Just missed transfer to the 8:00AM #49 downtown, scheduled to make NE 45th at 8:27AM. Went down to the tunnel, and caught the 8:06AM Link. Emerged from “Husky Stadium” station onto the bridge only to see the #44 (scheduled to get to NE45th at 8:24AM) pull out of the stop below the bridge just as I was about to descent the stairs to it. Since I wanted to check some timing, decided to walk and see how long it took to get to some places. Took 7 minutes from the platform to Stevens Way, 18 minutes from the platform to the Burke Museum – arrived 8:32AM (gives some idea of walking time from the north campus).

    From U. District:

    Just missed the 12:20PM #49 (scheduled to outside-Westlake at 12:49PM). As the #44 and #45 don’t share stops (and the #271 doesn’t stop at NE45th), hung out at the corner of the Ave and 45th until I spotted something. Fortunately, it was a #44 (so I didn’t have to run down to 43rd in hopes I could beat the #45 once spotted). It was a bit late (it came all the way from Ballard) – meaning that Link train was pulling out of “Husky Stadium” Station just as the elevator door opened. Took the next train 10 minutes later, arriving at Westlake at 12:57PM.

    Tentative conclusion (for Sunday morning / midday): If you can make it, the #49 (and maybe the #70) is now the best choice between downtown and NE45th – and much less hassle. However, if you just miss one, U-Link may be a reasonable alternative, given the greater schedule reliability of the train.

  15. Best parts of restructuring: Frequent east-west service on the 62; All-day/night service every day on the 372.
    Not so good: Loss of the 66; harder to transfer to the 44/48 from UW campus.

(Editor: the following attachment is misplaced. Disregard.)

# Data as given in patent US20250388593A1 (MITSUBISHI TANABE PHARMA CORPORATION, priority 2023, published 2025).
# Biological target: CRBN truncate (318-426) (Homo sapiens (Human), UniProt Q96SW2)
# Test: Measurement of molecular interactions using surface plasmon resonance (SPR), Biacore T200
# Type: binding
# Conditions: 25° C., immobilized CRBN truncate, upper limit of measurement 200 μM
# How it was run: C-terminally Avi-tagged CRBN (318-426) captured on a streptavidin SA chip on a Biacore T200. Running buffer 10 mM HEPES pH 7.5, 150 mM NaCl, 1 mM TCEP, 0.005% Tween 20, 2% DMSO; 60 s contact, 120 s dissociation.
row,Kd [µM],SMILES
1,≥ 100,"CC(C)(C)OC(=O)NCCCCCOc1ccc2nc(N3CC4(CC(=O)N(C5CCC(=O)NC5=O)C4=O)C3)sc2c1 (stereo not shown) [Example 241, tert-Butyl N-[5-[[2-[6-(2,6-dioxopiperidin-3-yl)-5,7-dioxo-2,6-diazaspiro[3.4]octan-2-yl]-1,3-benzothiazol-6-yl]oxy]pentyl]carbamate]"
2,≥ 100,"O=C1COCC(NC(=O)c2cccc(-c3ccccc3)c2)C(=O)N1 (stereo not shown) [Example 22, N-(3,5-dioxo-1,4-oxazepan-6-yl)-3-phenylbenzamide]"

16. It seems that King County Metro has moved into 2005 by uploading PDFs of their schedules (and even creating a zip file for all new paper timetables). Or at least I think this is new.

    1. They got tired of me filing public records requests for the PDFs that they send to the printers to make the paper timetables. ;)

      (Yah, really, that’s what happened and I have the e-mails and Page 2 post to prove it. :D)

    2. I’ve noticed that certain google searches will result in the top result being the PDF of a map. Not that helpful.

  17. Re Route 68. SDOT paid for Route 68 Sunday service in 2015 just before its deletion.

    Re Route 66X. No one can know yet what will be implemented with the SDOT Eastlake-Roosevelt project; it is just beginning, and will be subject to budget constraints and other inputs.

    Analogy: the center of the University District transit world has shifted to the Link station from NE Campus Parkway.

  18. I rode the new 28X today. The schedule, OneBusAway, and even the on-board stop announcements seem to think there should be a stop at 39th and Dayton, but there is no sign and the bus didn’t stop there. Same for the stop at Evanston in the opposite direction. Kind of disappointing.

  19. Today I took the rerouted 67 from 85th and Roosevelt to the UW around 10 am. The bus was packed. Same story on my way back from U district to the Maple Leaf neighborhood in the evening: huge delays, due mostly to overcrowding. Deleting both the 68 and 66 is turning out to be a disaster. Also, with the deletion of 66, there is no easy public transportation from Maple Leaf to downtown. Lake City Way is 20 minutes on foot from my place and the 16 bus is at 15 minutes away. I will be driving and so will my husband. We will both be contributing to Seattle’s traffic, parking, and pollution problems.